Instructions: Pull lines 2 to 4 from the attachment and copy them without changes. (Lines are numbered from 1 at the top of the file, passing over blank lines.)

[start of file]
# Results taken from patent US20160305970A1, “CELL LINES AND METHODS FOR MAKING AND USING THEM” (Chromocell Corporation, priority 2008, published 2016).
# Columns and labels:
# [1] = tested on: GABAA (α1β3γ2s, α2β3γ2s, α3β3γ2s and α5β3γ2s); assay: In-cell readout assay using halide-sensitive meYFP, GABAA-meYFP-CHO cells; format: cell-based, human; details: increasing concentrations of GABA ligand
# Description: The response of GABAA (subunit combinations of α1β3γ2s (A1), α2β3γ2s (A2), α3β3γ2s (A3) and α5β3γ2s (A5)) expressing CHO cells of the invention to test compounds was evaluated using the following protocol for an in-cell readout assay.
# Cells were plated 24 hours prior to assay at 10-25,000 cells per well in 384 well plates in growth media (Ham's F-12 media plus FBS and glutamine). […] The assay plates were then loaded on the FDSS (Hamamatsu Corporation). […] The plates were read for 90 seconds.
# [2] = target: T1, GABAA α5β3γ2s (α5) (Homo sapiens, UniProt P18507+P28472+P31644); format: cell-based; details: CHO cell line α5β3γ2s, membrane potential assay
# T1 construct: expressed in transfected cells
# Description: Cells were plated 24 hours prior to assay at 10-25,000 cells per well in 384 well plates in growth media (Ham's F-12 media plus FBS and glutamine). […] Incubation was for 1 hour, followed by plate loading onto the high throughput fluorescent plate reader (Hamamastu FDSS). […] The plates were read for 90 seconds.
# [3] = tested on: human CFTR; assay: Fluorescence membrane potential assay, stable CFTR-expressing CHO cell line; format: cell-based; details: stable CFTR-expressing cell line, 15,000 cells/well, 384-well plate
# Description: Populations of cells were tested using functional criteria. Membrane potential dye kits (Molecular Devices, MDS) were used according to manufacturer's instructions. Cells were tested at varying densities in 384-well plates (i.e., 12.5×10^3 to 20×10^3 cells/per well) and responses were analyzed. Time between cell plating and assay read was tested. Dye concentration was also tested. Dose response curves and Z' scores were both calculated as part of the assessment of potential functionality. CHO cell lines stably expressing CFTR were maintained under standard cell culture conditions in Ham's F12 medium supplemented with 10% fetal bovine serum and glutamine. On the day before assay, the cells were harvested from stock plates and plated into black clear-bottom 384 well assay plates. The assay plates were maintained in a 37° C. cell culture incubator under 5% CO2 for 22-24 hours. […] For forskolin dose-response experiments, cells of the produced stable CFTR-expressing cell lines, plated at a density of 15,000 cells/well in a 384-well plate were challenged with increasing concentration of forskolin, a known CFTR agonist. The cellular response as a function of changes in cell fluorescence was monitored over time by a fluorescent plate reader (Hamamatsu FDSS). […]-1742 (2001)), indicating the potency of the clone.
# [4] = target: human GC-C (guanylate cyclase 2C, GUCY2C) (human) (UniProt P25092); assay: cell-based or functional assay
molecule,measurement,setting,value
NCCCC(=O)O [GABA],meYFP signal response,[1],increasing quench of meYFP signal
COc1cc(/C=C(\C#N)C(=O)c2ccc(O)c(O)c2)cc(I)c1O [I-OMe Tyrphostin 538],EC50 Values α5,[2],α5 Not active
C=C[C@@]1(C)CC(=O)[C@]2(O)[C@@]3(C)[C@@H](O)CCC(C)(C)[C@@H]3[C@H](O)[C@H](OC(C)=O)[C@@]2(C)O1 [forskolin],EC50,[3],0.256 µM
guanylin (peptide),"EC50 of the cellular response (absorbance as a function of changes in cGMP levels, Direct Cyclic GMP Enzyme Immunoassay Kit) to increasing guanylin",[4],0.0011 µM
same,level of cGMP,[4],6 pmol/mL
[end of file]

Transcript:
# Columns and labels:
# [1] = tested on: GABAA (α1β3γ2s, α2β3γ2s, α3β3γ2s and α5β3γ2s); assay: In-cell readout assay using halide-sensitive meYFP, GABAA-meYFP-CHO cells; format: cell-based, human; details: increasing concentrations of GABA ligand
# Description: The response of GABAA (subunit combinations of α1β3γ2s (A1), α2β3γ2s (A2), α3β3γ2s (A3) and α5β3γ2s (A5)) expressing CHO cells of the invention to test compounds was evaluated using the following protocol for an in-cell readout assay.